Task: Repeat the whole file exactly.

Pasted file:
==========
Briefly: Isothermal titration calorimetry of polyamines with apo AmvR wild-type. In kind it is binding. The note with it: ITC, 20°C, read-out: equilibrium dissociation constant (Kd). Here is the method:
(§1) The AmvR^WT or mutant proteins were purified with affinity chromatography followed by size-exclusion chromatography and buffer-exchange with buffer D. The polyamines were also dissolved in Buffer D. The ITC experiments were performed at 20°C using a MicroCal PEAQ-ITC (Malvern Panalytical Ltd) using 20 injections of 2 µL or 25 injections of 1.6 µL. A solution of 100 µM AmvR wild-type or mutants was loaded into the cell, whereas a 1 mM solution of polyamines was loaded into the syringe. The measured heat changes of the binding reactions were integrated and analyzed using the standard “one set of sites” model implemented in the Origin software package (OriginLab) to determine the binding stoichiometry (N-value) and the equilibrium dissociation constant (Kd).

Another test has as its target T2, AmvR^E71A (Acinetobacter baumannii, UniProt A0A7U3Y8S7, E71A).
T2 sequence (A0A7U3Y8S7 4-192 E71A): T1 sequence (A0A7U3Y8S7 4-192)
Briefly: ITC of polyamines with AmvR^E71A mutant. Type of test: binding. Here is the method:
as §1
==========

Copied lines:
Briefly: Isothermal titration calorimetry of polyamines with apo AmvR wild-type. In kind it is binding. The note with it: ITC, 20°C, read-out: equilibrium dissociation constant (Kd). Here is the method:
(§1) The AmvR^WT or mutant proteins were purified with affinity chromatography followed by size-exclusion chromatography and buffer-exchange with buffer D. The polyamines were also dissolved in Buffer D. The ITC experiments were performed at 20°C using a MicroCal PEAQ-ITC (Malvern Panalytical Ltd) using 20 injections of 2 µL or 25 injections of 1.6 µL. A solution of 100 µM AmvR wild-type or mutants was loaded into the cell, whereas a 1 mM solution of polyamines was loaded into the syringe. The measured heat changes of the binding reactions were integrated and analyzed using the standard “one set of sites” model implemented in the Origin software package (OriginLab) to determine the binding stoichiometry (N-value) and the equilibrium dissociation constant (Kd).

Another test has as its target T2, AmvR^E71A (Acinetobacter baumannii, UniProt A0A7U3Y8S7, E71A).
T2 sequence (A0A7U3Y8S7 4-192 E71A): T1 sequence (A0A7U3Y8S7 4-192)
Briefly: ITC of polyamines with AmvR^E71A mutant. Type of test: binding. Here is the method:
as §1